If you’ve ever lost a loved one prematurely, you know exactly how painful that experience can be. To make matters worse, it’s rare that someone can take the time they need to fully grieve the death. Instead, there are all sorts of things that one must attend to – like the funeral, estate administration, and life insurance.
Regrettably, in all our years as attorneys specializing in the wrongful denial of life insurance claims, we’ve witnessed far too many situations where the life insurance company just makes the whole thing worse. They do this by issuing bogus claim denials and forcing policy beneficiaries – who are already struggling – to jump through all sorts of hoops just to get the benefits their loved ones intended for them.
Life insurance companies don’t do this because they are filled with bad people. Rather, they do this because they are for-profit entities that have to show shareholders a profit at the end of each year. Each time a life insurer gets away with wrongfully denying a claim, they’ve just generated profits that make the company appear more successful.
Of course, life insurance companies can’t just deny claims for no reason. They’re legally obligated to tell beneficiaries exactly why they’re denying a claim.
One of the life insurers’ favorite tools in this regard is a policy provision known as the “suicide exclusion.” Most life insurance policies relieve the insurance company from paying a death benefit if the policyholder commits suicide within the first two years after the policy has issued.
Unfortunately, some life insurance companies have a bad habit of invoking the suicide exclusion even when there is no evidence that the policyholder actually died by his own hand. This article presents one such case.
A tragic work accident
The case involved a man named Steven. Steven was one of those guys most of us only see in pictures. He was a steel worker who specialized in the construction of tall buildings – the guy you see walking effortlessly along a steel beam that will eventually be the floor support for a 30-story building.
Given the skill required for his job, Steven was compensated at a much higher level than most of his peers. He also got greater employment benefits than other construction workers, including a $2,000,000 life insurance policy paid for by his employer. When Steven signed up for the policy, he named his only son Matthew (age 23) as his sole beneficiary.
Steven had lost his wife in a car accident 15 years earlier and Matthew was his only living relative. Fortunately, the two had a great relationship that included hobbies like vintage car restoration. In fact, Steven and Matthew had been working on a car for over three years that they planned to enter into a big car show during the coming summer.
Sadly, after performing his dangerous job for over 20 years, Steven had a tragic accident. Witnesses at the scene told police that Steven was installing beams on the 15th story of a new office building when a strong gust of wind came up out of nowhere. Steven reached for a nearby beam to steady himself. Unfortunately, the wind was faster than he was. Steven was blown off the beam and fell to his death.
Police responded immediately. They conducted a thorough investigation and issued a report concluding that Steven’s death was a freak accident. The official cause of death listed on Steven’s Death Certificate was “accidental fall.”
The claim denial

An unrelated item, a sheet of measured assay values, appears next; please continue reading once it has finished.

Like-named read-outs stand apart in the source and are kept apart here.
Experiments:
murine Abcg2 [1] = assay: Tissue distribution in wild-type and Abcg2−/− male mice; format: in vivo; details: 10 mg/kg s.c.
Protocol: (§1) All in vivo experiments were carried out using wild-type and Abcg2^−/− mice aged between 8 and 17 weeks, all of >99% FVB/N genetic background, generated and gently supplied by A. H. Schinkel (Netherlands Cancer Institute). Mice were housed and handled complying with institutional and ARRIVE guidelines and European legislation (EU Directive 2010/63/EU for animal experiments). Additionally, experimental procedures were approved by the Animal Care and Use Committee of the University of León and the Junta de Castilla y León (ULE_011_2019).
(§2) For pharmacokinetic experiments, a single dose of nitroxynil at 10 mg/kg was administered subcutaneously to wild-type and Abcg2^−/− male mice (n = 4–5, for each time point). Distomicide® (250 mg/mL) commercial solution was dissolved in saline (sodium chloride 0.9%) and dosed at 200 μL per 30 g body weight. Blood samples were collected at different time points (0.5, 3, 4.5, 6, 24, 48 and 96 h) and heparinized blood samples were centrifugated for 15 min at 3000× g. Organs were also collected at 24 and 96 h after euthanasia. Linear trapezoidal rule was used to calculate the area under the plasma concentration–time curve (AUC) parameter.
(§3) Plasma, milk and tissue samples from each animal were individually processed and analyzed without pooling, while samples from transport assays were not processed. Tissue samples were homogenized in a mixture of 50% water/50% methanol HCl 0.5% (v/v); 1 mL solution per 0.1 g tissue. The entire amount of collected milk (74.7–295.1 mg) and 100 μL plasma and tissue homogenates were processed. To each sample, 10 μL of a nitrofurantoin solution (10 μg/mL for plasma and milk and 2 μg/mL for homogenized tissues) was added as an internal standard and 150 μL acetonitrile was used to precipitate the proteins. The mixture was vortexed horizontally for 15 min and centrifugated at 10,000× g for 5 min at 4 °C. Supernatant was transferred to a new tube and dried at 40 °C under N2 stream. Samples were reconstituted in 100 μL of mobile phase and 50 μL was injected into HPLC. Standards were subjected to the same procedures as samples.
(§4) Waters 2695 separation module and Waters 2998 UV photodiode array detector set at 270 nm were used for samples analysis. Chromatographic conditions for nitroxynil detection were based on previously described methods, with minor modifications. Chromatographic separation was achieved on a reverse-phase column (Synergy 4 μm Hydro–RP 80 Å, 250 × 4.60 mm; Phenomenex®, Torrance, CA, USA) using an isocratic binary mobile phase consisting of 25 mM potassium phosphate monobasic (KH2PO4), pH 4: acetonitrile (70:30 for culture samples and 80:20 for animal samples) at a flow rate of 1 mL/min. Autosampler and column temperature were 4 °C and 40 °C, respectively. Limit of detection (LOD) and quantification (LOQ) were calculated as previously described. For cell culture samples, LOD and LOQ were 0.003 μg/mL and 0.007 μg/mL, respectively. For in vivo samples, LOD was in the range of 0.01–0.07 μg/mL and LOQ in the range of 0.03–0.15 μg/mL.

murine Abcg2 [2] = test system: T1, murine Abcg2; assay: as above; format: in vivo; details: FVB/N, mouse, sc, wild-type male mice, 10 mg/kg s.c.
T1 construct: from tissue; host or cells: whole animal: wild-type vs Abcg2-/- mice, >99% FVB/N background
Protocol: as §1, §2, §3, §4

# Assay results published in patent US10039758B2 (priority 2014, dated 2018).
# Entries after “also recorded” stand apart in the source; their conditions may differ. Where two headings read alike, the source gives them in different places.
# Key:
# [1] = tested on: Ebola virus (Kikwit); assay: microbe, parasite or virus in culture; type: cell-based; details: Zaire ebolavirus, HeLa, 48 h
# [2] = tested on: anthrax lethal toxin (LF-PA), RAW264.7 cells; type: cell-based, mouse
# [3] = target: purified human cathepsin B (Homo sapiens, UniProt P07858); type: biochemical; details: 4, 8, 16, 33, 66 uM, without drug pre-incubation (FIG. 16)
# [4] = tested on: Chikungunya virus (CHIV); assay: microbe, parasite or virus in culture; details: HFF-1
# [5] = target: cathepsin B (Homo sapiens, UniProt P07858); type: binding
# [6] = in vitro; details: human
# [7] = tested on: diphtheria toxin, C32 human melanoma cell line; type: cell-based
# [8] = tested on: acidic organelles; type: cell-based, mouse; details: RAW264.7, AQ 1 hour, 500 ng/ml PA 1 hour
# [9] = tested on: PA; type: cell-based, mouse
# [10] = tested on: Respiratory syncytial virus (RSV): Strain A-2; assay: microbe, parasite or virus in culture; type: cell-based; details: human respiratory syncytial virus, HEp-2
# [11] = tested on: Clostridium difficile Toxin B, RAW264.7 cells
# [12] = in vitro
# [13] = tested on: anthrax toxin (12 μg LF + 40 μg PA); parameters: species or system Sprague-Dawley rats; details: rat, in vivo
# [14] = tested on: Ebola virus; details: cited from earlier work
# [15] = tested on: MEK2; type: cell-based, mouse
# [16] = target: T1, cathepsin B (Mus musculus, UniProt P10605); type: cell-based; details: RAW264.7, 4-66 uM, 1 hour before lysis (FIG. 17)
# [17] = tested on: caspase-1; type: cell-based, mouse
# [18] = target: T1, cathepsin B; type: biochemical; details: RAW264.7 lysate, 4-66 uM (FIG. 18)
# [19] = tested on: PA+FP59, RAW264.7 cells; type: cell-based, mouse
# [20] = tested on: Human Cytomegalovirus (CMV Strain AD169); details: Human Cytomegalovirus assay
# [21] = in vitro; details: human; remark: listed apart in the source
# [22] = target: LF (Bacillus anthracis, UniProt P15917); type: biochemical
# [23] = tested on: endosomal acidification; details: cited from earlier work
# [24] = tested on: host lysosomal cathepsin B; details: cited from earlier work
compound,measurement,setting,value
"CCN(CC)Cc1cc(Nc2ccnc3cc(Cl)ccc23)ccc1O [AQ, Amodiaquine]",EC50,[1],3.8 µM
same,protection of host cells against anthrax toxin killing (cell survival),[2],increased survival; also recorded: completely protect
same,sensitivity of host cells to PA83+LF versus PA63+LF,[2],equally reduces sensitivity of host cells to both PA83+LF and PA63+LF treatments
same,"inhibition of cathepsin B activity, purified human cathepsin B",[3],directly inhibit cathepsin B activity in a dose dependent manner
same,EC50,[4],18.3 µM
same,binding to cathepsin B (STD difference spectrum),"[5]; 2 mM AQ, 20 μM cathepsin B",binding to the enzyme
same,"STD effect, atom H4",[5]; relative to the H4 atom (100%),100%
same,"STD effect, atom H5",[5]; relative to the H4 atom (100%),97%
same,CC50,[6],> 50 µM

As broken up as Matthew was about his father’s death, he knew he had to go on. The first thing he did was file a claim against Steven’s life insurance policy. That included submission of both the Death Certificate, as well as the police report from the scene of the incident. Once that was done, Matthew set about to finish restoring the car he and his dad were going to enter into the car show. Matthew figured the money from his dad’s life insurance policy would help him finish the project on time.
A few weeks later, however, Matthew got a claim denial letter in the mail. The letter said Steven’s death came within the suicide exclusion of the policy. It went on to state that the facts and circumstances of the incident could lead to no other conclusion but suicide.
Matthew was floored. Nonetheless, he was a sharp young guy. He immediately got on the phone and started calling lawyers. Eventually, he was referred to a lawyer specializing in the wrongful denial of life insurance claims. The lawyer wasn’t surprised by the denial at all. He knew this insurance company and knew they would often try to invoke the suicide exclusion in circumstances where it made no sense. He also knew Matthew was going to have to sue the company to get his money.
The lawyer filed suit on Matthew’s behalf the following Monday. The complaint stated claims for breach of contract and bad faith denial of benefits. The latter claim carried the possibility of punitive damages against the insurer.
Shortly thereafter, the case was referred to arbitration. The lawyer presented the following evidence: the police report, sworn witness statements from those who saw the accident occur, and evidence suggesting Steven’s interest in living – including the upcoming car show with his son. The insurance company, on the other hand, had no evidence aside from the fall itself to suggest suicide.
The arbitrator quickly ruled in Matthew’s favor and ordered the insurer to pay the full policy benefit, plus interest. The insurance company, recognizing it was dead in the water, did not appeal that decision.Unfortunately, Matthew’s case is not unusual. Life insurance companies play these games all the time. If you have received a life insurance claim denial that just doesn’t feel right, please call our attorneys. If we can possibly help you recover the benefit your loved one intended for you, we will. Call today. We’re here to help.